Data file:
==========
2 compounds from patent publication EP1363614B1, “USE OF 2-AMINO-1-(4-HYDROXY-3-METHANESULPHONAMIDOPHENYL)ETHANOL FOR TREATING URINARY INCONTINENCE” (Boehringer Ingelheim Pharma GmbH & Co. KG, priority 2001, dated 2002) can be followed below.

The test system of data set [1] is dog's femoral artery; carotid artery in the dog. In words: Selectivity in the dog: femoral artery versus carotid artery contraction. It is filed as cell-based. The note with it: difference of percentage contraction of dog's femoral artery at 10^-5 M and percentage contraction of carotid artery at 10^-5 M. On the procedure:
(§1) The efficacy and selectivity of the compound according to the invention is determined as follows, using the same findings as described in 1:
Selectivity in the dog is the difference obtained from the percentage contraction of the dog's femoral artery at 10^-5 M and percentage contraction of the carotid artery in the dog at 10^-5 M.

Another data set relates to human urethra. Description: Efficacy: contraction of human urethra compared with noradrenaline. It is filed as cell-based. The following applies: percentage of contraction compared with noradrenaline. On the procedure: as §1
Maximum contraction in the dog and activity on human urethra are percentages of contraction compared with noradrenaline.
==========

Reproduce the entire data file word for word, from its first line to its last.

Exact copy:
2 compounds from patent publication EP1363614B1, “USE OF 2-AMINO-1-(4-HYDROXY-3-METHANESULPHONAMIDOPHENYL)ETHANOL FOR TREATING URINARY INCONTINENCE” (Boehringer Ingelheim Pharma GmbH & Co. KG, priority 2001, dated 2002) can be followed below.

The test system of data set [1] is dog's femoral artery; carotid artery in the dog. In words: Selectivity in the dog: femoral artery versus carotid artery contraction. It is filed as cell-based. The note with it: difference of percentage contraction of dog's femoral artery at 10^-5 M and percentage contraction of carotid artery at 10^-5 M. On the procedure:
(§1) The efficacy and selectivity of the compound according to the invention is determined as follows, using the same findings as described in 1:
Selectivity in the dog is the difference obtained from the percentage contraction of the dog's femoral artery at 10^-5 M and percentage contraction of the carotid artery in the dog at 10^-5 M.

Another data set relates to human urethra. Description: Efficacy: contraction of human urethra compared with noradrenaline. It is filed as cell-based. The following applies: percentage of contraction compared with noradrenaline. On the procedure: as §1
Maximum contraction in the dog and activity on human urethra are percentages of contraction compared with noradrenaline.